A Tale of Two Keys

Everybody knows that “The Star-Spangled Banner” was written by Francis Scott Key as he watched the British attack on Fort McHenry in Baltimore harbor during the War of 1812.  But in 1861 Francis Key Howard wrote about his grandfather, “The flag which he then so proudly hailed, I saw waving at the same place over the victims of as vulgar and brutal despotism as modern times have witnessed.”

In 1861 Howard, also the grandson of Maryland’s foremost soldier of the War of Independence, John Eager Howard, was a prisoner in Fort McHenry, along with the mayor and sheriff of Baltimore, a congressman, and other public officials.  The despotism he refers to is that of Abraham Lincoln.  The arrest of these men, and the U.S. Army’s breakup of the Maryland legislature, were a result of Lincoln’s determination never to allow the people of Maryland to vote on secession.  In 1860 he had received only 2,296 votes in Maryland among 92,649 cast, and the state had been carried by the Southern candidate, John C. Breckinridge.  Maryland was also the heart of American Catholicism and was not popular with Lincoln’s New England WASP core of supporters.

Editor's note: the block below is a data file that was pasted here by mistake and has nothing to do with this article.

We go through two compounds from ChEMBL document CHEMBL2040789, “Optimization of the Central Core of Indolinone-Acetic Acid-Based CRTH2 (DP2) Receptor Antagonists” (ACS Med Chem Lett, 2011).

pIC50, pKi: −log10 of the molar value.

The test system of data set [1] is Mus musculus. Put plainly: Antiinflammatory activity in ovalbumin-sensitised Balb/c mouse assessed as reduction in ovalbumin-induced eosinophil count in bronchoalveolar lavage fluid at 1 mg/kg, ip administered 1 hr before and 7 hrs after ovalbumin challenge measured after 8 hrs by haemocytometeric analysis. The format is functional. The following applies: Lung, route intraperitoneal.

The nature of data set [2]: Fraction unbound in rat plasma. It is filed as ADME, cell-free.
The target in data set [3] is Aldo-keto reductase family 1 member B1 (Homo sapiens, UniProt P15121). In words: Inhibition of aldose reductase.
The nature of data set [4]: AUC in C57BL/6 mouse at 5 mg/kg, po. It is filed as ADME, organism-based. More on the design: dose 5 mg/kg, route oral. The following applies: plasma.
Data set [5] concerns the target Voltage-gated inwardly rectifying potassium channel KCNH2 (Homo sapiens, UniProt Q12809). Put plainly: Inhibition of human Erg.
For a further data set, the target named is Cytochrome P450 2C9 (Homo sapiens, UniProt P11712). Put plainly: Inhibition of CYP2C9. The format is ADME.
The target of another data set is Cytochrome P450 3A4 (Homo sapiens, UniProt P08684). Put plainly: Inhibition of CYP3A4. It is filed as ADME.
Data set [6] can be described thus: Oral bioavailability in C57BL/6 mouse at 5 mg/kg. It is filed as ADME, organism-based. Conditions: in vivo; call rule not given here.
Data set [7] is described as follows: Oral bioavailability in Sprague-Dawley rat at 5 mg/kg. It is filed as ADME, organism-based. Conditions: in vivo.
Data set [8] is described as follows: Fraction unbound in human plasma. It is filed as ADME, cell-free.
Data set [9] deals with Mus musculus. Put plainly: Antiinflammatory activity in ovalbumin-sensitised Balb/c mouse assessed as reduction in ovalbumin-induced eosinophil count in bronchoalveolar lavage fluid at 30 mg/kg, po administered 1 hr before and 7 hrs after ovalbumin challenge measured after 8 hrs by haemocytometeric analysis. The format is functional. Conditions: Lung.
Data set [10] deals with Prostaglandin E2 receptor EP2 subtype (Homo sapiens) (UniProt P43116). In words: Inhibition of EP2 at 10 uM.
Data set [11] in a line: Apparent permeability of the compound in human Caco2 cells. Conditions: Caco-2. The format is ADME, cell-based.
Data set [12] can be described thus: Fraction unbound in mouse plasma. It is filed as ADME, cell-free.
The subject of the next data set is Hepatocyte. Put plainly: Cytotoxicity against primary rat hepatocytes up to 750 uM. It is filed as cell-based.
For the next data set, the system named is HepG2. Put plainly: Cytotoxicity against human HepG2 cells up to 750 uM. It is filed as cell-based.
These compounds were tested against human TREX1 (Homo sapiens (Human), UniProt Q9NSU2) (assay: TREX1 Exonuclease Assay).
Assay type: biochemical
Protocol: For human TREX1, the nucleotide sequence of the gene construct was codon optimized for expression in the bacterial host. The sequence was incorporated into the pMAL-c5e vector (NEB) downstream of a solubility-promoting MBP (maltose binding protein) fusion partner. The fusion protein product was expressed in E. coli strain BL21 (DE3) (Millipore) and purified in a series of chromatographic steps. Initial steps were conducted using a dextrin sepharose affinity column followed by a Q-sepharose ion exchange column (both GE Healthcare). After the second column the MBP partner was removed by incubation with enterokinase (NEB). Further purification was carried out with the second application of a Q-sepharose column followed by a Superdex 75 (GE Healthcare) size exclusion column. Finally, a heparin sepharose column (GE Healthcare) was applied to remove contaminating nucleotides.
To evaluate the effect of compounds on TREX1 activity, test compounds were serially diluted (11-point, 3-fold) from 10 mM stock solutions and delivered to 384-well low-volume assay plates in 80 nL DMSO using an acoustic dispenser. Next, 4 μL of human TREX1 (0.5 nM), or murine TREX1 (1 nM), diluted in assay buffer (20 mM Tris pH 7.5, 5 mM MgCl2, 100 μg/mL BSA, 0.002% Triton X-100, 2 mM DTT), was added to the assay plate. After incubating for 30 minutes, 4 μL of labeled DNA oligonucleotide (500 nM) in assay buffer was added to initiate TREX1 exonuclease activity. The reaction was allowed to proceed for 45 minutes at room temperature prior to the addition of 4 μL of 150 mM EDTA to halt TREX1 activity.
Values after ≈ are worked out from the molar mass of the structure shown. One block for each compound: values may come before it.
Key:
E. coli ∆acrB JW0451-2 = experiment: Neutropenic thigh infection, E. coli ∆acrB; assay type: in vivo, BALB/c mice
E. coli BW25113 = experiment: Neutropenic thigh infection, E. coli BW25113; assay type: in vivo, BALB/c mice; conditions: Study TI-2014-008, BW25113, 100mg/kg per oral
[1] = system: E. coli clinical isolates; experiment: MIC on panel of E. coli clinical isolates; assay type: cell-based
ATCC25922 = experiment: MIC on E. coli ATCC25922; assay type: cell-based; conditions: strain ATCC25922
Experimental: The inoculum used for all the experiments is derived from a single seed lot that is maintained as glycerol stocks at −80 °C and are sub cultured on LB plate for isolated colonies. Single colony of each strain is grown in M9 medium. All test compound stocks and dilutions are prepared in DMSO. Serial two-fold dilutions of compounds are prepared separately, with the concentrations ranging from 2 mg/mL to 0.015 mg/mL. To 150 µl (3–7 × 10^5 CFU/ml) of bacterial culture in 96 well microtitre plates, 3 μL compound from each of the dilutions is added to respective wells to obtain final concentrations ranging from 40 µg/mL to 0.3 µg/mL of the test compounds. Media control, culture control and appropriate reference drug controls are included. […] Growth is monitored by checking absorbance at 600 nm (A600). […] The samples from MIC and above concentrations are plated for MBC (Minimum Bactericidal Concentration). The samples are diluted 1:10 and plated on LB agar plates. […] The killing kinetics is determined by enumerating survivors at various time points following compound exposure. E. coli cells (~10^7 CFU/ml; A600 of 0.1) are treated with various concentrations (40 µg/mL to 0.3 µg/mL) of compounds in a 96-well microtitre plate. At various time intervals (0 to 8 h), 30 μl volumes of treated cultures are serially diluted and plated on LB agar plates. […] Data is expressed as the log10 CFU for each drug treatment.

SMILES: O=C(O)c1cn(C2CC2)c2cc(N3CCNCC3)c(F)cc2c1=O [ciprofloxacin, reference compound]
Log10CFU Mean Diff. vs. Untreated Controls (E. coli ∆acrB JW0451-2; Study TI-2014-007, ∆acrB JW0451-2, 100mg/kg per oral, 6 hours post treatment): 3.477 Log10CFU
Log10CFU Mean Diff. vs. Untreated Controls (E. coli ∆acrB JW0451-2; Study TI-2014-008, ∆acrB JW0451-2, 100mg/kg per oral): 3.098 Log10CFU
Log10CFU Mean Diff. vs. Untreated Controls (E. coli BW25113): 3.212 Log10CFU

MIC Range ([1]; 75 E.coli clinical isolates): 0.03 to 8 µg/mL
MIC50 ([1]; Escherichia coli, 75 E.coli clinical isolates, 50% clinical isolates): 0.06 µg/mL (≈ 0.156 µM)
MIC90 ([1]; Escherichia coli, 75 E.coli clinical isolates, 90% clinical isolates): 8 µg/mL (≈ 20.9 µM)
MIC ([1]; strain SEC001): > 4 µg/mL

Maryland was founded as a tobacco plantation colony like Virginia, and its way of life did not differ greatly from Virginia’s.  Marylanders in the Confederate army were free volunteers, while those in the Northern...

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